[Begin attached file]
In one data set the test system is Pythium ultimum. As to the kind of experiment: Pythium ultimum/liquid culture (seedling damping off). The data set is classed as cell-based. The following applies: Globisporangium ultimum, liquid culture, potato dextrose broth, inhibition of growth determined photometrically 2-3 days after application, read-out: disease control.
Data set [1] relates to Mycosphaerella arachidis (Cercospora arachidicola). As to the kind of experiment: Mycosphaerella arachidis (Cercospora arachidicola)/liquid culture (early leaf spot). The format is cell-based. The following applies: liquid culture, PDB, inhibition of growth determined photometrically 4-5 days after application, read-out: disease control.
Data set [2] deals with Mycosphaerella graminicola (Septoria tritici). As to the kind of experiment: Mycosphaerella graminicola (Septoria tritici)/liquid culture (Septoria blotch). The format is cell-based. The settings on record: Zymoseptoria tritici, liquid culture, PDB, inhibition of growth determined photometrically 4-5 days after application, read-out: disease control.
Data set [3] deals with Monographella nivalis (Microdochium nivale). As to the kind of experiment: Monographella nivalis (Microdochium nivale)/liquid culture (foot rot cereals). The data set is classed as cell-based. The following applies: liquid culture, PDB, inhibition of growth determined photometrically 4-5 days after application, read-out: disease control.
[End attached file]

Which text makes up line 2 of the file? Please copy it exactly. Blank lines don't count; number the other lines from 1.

Data set [1] relates to Mycosphaerella arachidis (Cercospora arachidicola). As to the kind of experiment: Mycosphaerella arachidis (Cercospora arachidicola)/liquid culture (early leaf spot). The format is cell-based. The following applies: liquid culture, PDB, inhibition of growth determined photometrically 4-5 days after application, read-out: disease control.